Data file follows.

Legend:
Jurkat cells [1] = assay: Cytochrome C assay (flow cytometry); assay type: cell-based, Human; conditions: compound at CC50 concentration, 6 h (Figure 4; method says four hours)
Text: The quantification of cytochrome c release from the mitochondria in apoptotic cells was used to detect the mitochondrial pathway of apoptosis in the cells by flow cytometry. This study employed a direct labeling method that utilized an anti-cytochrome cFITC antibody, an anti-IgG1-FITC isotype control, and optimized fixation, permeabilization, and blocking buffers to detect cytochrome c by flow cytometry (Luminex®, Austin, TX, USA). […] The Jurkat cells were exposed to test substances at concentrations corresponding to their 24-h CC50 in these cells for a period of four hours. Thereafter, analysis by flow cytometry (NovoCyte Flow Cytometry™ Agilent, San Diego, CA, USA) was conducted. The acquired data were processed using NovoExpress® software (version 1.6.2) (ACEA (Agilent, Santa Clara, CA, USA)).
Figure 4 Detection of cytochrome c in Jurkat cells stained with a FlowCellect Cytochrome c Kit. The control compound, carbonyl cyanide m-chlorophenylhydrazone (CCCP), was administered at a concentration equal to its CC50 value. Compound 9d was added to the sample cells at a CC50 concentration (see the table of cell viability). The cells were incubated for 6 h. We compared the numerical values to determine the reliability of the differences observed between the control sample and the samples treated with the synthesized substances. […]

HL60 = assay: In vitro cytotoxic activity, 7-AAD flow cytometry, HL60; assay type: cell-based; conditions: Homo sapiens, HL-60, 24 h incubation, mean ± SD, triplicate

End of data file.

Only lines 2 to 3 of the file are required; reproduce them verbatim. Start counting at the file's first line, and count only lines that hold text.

Jurkat cells [1] = assay: Cytochrome C assay (flow cytometry); assay type: cell-based, Human; conditions: compound at CC50 concentration, 6 h (Figure 4; method says four hours)
Text: The quantification of cytochrome c release from the mitochondria in apoptotic cells was used to detect the mitochondrial pathway of apoptosis in the cells by flow cytometry. This study employed a direct labeling method that utilized an anti-cytochrome cFITC antibody, an anti-IgG1-FITC isotype control, and optimized fixation, permeabilization, and blocking buffers to detect cytochrome c by flow cytometry (Luminex®, Austin, TX, USA). […] The Jurkat cells were exposed to test substances at concentrations corresponding to their 24-h CC50 in these cells for a period of four hours. Thereafter, analysis by flow cytometry (NovoCyte Flow Cytometry™ Agilent, San Diego, CA, USA) was conducted. The acquired data were processed using NovoExpress® software (version 1.6.2) (ACEA (Agilent, Santa Clara, CA, USA)).